Jono Bacon blogged yesterday in a response to Richard Stallman’s recent post on the Free Software Foundation’s website in which Stallman suggested Ubuntu has spyware. I do not personally think that Ubuntu has spyware (I think calling it spyware is a stretch) but I do think the shopping lens poses security and privacy concerns which Canonical appears to be ignoring.
I’m a bit flabbergasted by Jono’s response to Stallman since it didn’t seem to defend at all against Stallman’s claims. It was like Jono was trying to claim Stallman was utterly wrong without providing even the smallest bit of evidence to his readers and Ubuntu Users.
The post became popular and over one hundred comments had been posted within hours. Most readers who commented claiming to be Ubuntu Users totally disagreed with Jono’s post and stated they felt the feature was either totally negative or implemented in a poor way.
One thing that has concerned me since this feature came out, is the repeated posts and statements from Canonical employees who seek to reassure Ubuntu Users that privacy is a key value to Canonical. However, when the EFF, an Ubuntu Developer and former Canonical employee, and heck, even myself point out privacy and security issues with the feature, the only thing we get is ignored or told we are spreading FUD.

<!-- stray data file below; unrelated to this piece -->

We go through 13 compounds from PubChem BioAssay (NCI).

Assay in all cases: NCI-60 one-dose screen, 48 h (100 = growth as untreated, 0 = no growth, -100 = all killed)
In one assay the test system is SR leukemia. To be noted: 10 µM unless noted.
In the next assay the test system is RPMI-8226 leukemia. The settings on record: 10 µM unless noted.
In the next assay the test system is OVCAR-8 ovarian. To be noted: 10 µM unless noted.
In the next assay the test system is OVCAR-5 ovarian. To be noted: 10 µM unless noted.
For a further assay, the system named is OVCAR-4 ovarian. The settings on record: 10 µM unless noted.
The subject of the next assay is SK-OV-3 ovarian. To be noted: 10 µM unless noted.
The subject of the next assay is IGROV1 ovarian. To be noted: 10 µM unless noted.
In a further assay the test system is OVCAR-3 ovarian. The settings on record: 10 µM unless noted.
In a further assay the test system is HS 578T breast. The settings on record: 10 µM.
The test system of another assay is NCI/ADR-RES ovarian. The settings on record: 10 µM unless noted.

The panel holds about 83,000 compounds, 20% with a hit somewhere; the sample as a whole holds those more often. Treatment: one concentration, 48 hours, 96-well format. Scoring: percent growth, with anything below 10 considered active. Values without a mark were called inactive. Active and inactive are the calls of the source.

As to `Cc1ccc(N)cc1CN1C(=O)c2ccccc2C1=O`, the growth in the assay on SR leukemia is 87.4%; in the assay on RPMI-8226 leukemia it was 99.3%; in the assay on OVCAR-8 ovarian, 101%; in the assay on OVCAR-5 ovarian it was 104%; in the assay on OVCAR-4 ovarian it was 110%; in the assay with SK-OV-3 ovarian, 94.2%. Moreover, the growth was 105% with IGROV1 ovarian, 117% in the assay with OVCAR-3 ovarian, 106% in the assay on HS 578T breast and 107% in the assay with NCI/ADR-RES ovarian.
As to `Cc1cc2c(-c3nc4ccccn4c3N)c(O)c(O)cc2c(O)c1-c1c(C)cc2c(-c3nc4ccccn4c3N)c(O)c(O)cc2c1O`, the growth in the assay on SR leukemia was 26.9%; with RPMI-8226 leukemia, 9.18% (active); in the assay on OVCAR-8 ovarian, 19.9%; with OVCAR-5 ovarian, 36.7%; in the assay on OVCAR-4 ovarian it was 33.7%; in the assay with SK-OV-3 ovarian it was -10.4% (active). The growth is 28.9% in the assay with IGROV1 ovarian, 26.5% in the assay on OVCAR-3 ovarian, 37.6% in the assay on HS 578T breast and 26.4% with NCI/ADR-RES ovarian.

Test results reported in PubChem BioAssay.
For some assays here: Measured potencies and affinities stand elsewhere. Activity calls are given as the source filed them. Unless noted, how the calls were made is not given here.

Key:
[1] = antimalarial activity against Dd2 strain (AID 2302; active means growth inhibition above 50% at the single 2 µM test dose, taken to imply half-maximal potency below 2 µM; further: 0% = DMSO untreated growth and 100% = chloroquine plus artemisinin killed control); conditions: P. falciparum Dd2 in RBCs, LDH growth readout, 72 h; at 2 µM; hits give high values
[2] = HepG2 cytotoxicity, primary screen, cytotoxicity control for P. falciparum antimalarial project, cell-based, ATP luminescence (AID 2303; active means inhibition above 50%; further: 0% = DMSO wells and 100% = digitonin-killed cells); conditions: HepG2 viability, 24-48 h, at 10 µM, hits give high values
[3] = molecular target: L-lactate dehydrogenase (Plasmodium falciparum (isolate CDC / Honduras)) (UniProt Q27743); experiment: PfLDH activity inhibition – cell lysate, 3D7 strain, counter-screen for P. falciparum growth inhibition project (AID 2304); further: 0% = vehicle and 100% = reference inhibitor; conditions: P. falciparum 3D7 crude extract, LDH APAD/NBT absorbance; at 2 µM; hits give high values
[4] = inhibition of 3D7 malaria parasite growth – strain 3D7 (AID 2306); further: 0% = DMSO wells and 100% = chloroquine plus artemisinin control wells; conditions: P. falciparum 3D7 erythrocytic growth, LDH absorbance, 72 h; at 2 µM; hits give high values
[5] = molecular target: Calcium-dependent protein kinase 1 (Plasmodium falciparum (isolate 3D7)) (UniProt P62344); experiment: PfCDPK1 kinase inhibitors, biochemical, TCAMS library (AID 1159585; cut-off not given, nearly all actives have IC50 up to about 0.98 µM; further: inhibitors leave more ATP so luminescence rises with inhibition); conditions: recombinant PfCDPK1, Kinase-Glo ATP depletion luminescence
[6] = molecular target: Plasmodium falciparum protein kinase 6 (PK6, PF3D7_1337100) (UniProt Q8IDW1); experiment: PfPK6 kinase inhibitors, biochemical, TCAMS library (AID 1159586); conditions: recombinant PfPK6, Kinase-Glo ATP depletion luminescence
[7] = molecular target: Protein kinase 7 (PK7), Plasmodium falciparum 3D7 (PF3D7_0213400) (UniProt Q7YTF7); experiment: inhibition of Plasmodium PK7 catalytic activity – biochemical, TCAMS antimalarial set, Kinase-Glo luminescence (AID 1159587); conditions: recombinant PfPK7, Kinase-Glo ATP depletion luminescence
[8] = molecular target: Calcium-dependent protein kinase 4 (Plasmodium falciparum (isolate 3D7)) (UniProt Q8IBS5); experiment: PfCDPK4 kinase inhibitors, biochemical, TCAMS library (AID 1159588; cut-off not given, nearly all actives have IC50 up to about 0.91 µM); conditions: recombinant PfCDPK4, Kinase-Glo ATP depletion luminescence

Now, I still think the Unity Shopping Lens can be a valuable feature to users. However, until it becomes opt-in and the ability to switch it off occurs, well it’s not very valuable and seems like more of a liability to users and the community.
Let’s be clear that Ubuntu is the only Linux Distro that currently does anything like this. Personally, I do not know of any proprietary operating systems that do anything like this without it being opt-in or at the very least giving users significant warning of the feature.
“As a leader… I have always endeavored to listen to what each and every person in a discussion had to say before venturing my own opinion. Oftentimes, my own opinion will simply represent a con-sensus of what I heard in the discussion. I always remember the axiom: a leader is like a shepherd. He stays behind the flock, letting the most nimble go out ahead, whereupon the others follow, not realizing that all along they are being directed from behind.” – Nelson Mandela